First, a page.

US surprised at Poland’s decision to give its fighter jets for Ukraine
WASHINGTON — Poland’s decision to put all its MiG-29 fighter jets at the disposal of the United States was “a surprise move” by Warsaw, the U.S. State Department’s No. 3 diplomat said on Tuesday, after Ukraine asked European countries to provide aircraft to help it fight Russia’s invasion.
“To my knowledge, it wasn’t pre-consulted with us that they planned to give these planes to us,” State Department Undersecretary of State for Political Affairs Victoria Nuland told a Senate Foreign Relations Committee hearing. “So I think that actually was a surprise move by the Poles,” she said.
Poland is ready to deploy all its MiG-29 jets to Ramstein Air Base in Germany and put them at the disposal of the United States, and urges other NATO members that own planes of that type to do the same, the Polish Foreign Ministry said earlier.
Ukrainian President Volodymyr Zelenskiy last week made a “desperate plea for European countries to provide Russian-made planes” for Ukraine’s fight against Russian invaders during a video call Saturday with U.S. lawmakers.
U.S. lawmakers have been pushing the Biden administration to facilitate the transfer of fighter aircraft to Ukraine from Poland and other NATO and Eastern European countries.
The administration has been discussing Ukraine’s request with Poland. U.S. administration officials said there were logistical challenges both in moving aircraft into Ukraine and providing replacement American planes.
The decision by Warsaw to offer its fleet of Soviet-era MIG-29 fighter jets to the United States set experts in the U.S. government scrambling for information on the legal constraints around the retransfer of the jets to Ukraine.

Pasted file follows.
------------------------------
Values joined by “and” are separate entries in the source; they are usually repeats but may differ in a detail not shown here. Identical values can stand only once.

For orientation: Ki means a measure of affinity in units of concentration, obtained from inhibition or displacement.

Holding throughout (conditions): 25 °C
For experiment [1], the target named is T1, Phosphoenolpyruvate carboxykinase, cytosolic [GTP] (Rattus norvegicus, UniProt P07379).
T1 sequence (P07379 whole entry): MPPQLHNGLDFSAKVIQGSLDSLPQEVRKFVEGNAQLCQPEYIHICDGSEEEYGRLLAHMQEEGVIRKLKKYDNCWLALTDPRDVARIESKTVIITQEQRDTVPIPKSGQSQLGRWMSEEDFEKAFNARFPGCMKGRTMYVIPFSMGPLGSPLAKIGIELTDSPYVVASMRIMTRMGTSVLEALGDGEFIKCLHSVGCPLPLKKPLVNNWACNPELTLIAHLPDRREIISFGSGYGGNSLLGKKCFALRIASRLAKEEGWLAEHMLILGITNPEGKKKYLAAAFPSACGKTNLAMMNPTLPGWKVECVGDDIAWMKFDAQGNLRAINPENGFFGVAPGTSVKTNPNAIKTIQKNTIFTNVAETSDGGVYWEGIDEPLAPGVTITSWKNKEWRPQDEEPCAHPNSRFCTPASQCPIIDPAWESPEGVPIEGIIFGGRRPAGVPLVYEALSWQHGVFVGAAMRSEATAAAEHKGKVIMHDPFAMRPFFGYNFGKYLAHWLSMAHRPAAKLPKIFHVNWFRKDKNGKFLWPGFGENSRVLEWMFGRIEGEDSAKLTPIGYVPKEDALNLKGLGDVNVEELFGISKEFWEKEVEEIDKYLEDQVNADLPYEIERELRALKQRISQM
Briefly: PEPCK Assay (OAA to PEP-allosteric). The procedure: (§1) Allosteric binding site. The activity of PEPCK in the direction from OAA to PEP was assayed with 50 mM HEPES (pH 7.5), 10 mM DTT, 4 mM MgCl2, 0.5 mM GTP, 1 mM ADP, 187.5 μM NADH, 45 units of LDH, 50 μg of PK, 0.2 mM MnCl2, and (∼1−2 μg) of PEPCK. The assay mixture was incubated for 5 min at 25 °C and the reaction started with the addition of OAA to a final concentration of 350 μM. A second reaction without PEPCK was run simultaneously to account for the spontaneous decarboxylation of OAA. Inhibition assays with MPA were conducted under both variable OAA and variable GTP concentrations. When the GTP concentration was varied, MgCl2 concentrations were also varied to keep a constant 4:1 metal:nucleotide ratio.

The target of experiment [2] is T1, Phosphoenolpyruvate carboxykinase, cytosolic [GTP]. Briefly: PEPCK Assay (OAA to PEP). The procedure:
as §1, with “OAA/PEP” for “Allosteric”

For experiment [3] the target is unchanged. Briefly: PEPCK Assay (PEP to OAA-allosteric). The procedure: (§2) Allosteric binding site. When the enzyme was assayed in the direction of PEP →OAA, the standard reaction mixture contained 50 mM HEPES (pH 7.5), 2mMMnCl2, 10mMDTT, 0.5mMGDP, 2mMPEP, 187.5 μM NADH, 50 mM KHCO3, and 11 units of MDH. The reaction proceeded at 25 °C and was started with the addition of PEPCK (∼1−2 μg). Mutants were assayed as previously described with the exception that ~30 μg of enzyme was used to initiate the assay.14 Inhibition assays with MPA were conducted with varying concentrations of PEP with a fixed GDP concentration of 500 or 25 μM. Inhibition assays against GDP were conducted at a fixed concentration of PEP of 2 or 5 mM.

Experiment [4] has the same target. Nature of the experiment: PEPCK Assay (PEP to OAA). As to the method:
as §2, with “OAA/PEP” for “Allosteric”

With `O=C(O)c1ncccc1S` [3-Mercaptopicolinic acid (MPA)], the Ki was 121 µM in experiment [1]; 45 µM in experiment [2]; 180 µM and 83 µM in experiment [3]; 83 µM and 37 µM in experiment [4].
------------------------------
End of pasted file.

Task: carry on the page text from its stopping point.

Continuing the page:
Nuland said the main issue was to assess what Poland’s immediate needs would be given it is adjacent to the conflict.
“Poland — they benefit from full air security from the NATO alliance. … The main issue is to evaluate what Poland’s immediate needs are in the context of being a neighbor of this conflict,” she said, adding that Washington was also looking at putting some Patriot missile batteries into Poland.
Poland is supporting Kyiv with defensive weapons, but has said it would not send jets to Ukraine, as it is not a direct party to the conflict between Ukraine – which is not a NATO ally – and Russia.
Cutting through red tape?
The U.S. Air Force and Department of Defense officials were still trying to understand the repercussions of the Polish MiG transfer but said the White House’s National Security Council was in the best position to understand whether the United States could even accept the jets as a donation.
If that donation were possible, it was unclear whether the U.S. could then transfer the jets to Ukraine, or whether the jets needed to be accepted, declared as excess, and then go through a process of transfer for excess defense articles.
Landing slots for the Polish jets at a U.S. air base in Germany and other practical concerns on how to physically get the jets into Ukraine were other unanswered legal questions, experts said.
The National Security Council did not immediately respond to a request for comment.
The United States maintains a reserve of excess weapons, which can be transferred to other nations as long as certain statutory and regulatory hurdles are cleared.
If the MIGs are able to be classified as excess defense articles, the president is required to give Congress 30 days’ notice of a transfer, said Franklin Turner, a government contracts lawyer at McCarter & English.
He added that there was “a tremendous amount of red tape that clogs this process” and that Biden’s ability to cut through it was constrained by existing legal requirements.
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